Title

The Irony of Music

Subject Area

Spanish Peninsular Studies

Abstract

Several historians and critics, including José Antonio Maravall, have observed the general disdain held for the lower classes of society during the Spanish Golden Age, manifested oftentimes as a lack of intelligence of or inappropriate comments from these characters. Many plays of the time also include cancioneros and choruses to further the plot, inspire the story, or explain what has just transpired. The grand irony of this device is that it is usually the lower classes that provide these verses. Even though they are clearly considered to be at the bottom of the societal pyramid, they play fundamental roles in many plots. In this paper, we will examine El caballero de Olmedo by Lope de Vega, and Don Duardos by Gil Vicente. Spanning an entire century, these two works bring together the uncouth lower class and their juxtaposed verse. We will attempt to explain this irony as a feature of the subtle criticisms undertaken by the aforementioned playwrights in regards to the societies each represents.

Brief Bio Note

Adrianne Woods is a PhD student at the University of South Carolina. She holds a Master of Arts degree from the University of South Carolina and a Bachelor of Arts degree from Charleston Southern University. Her Master's thesis focused on the drama of the later Golden Age, analyzing works by Lope de Vega, Calderón de la Barca, and María de Zayas. Her dissertation is focused on a comparison of Renaissance and Baroque Spanish drama.

Keywords

Golden Age, Theatre, Lope de Vega, Gil Vicente, Cancioneros, Music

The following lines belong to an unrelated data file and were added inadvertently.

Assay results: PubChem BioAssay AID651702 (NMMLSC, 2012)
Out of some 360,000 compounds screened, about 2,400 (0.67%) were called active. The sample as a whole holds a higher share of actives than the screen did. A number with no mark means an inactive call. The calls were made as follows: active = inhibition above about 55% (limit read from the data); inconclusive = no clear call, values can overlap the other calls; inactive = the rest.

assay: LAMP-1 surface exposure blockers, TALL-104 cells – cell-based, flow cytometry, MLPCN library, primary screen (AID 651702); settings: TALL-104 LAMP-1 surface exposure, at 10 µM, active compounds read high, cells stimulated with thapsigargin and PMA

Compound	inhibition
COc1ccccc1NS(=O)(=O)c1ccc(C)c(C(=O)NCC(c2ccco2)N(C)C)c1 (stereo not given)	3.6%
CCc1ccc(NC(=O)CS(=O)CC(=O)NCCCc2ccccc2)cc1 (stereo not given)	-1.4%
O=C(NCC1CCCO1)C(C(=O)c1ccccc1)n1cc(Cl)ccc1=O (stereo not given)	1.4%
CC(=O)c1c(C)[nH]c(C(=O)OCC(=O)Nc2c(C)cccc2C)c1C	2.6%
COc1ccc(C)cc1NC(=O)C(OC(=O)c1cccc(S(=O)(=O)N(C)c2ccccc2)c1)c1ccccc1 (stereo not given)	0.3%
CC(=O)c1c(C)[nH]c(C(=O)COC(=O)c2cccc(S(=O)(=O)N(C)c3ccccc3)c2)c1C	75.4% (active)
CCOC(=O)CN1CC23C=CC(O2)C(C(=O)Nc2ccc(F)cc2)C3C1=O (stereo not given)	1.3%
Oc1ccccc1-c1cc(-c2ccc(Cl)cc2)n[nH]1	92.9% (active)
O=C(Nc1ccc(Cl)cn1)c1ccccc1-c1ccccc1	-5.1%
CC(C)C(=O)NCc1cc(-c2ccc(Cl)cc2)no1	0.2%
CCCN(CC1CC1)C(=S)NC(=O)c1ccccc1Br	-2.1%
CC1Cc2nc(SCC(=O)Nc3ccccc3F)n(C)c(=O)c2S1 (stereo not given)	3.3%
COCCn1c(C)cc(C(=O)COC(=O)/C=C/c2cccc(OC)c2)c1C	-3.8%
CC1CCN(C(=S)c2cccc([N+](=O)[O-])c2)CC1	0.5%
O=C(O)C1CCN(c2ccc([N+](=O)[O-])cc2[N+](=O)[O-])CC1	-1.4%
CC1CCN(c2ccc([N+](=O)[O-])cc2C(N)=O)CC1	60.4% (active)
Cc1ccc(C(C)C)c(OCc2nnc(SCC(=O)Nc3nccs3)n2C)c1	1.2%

Location

Coastal Georgia Center

Presentation Year

2016

Start Date

4-7-2016 5:20 PM

End Date

4-7-2016 5:40 PM

Embargo

11-2-2015

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Apr 7th, 5:20 PM Apr 7th, 5:40 PM

The Irony of Music

Coastal Georgia Center

Several historians and critics, including José Antonio Maravall, have observed the general disdain held for the lower classes of society during the Spanish Golden Age, manifested oftentimes as a lack of intelligence of or inappropriate comments from these characters. Many plays of the time also include cancioneros and choruses to further the plot, inspire the story, or explain what has just transpired. The grand irony of this device is that it is usually the lower classes that provide these verses. Even though they are clearly considered to be at the bottom of the societal pyramid, they play fundamental roles in many plots. In this paper, we will examine El caballero de Olmedo by Lope de Vega, and Don Duardos by Gil Vicente. Spanning an entire century, these two works bring together the uncouth lower class and their juxtaposed verse. We will attempt to explain this irony as a feature of the subtle criticisms undertaken by the aforementioned playwrights in regards to the societies each represents.